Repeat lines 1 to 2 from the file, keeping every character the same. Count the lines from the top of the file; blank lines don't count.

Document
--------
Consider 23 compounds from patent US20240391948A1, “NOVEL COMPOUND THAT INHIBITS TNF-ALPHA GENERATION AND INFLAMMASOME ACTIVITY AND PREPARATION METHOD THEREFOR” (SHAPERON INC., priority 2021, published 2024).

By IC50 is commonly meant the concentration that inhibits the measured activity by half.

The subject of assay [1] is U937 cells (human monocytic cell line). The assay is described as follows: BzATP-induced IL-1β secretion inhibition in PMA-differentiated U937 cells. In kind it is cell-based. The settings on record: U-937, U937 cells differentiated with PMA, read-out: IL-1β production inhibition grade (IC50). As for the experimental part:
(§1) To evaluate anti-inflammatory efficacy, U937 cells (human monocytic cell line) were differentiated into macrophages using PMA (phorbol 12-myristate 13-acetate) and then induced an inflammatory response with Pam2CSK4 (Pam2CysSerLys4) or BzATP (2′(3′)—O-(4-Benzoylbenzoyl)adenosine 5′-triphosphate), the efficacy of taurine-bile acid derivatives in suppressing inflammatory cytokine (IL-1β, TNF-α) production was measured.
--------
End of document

Consider 23 compounds from patent US20240391948A1, “NOVEL COMPOUND THAT INHIBITS TNF-ALPHA GENERATION AND INFLAMMASOME ACTIVITY AND PREPARATION METHOD THEREFOR” (SHAPERON INC., priority 2021, published 2024).

By IC50 is commonly meant the concentration that inhibits the measured activity by half.